Spirit also has a “big front seat” that you can purchase for an extra $35 each way that is their equivalent of “first class”. Since I’m a pretty big dude, I’ll likely be doing this when I go to Dallas Bachata Festival in November, as cramming into their small seats for 8+ hours is not very comfortable for a big dude, even with compression socks.

The best time to buy plane tickets at their cheapest is 1-2 months out from your flight date. Flying out on a weekday is optimal if you can swing it as flying out on Friday and back on Sunday adds $50-90 to your ticket price on average. Research prices for your desired flight on spirit.com in an incognito or private window (very important that the window you do your research in be incognito or private because otherwise it will be tracked with cookies and the price will go up) until you are happy with the price. Then, go directly to the airport and buy your ticket there to save the $15-30 you would be charged for online processing fees if you bought online. Ticket prices literally change day to day – if the price seems too high, try another day. I got a Friday AM flight from Baltimore-Washington International (BWI) out to this year’s Chicago Salsa Bachata Festival (near O’hare International Airport [ORD]) and return flight the following Sunday evening late last March for $250 total by purchasing my tickets directly at the airport in early February, and I’m sure it would have been even less if I had flown on weekdays, but the missed work would have offset any savings too much. Anything under $200 round trip is a good deal, but some people have been able to go as low as $40-50 round trip (I may have to have those people teach me their ways before I go to Dallas).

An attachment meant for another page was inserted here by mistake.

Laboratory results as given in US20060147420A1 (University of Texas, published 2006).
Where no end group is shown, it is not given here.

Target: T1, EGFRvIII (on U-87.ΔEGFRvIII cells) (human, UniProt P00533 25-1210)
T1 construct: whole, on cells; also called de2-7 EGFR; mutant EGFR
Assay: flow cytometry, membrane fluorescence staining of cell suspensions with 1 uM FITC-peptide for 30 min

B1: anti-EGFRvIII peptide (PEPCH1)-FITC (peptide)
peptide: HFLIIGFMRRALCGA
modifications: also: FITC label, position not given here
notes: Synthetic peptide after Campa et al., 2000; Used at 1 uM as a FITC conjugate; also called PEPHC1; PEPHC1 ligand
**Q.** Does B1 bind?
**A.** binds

Here’s another thing you should know about Spirit that isn’t in most guides to Spirit. They’re late. Frequently. Delays and cancellations are even more of a fact of life on Spirit than they are on any other airline. The money you save can make dealing with this fact worth it, but make sure you schedule your flights well in advance of any workshops or bootcamps you want to take or parties you want to attend. If flying out Friday, an early AM departure is very advisable. Of course, always assume your flight is going to be on time and arrive with enough time to get through TSA and be at your gate a minimum of 2-3 hours before your flight.

If you’re taking a non-budget major airline that isn’t Spirit or Frontier, a lot of the non-Spirit-specific info for packing efficiently etc. applies also. For these airlines, Google Flights or Cheapflights.com are good resources for finding the cheapest flights possible. Scheduling your flights on a weekday, if at all possible, will get you the cheapest flights on any airline.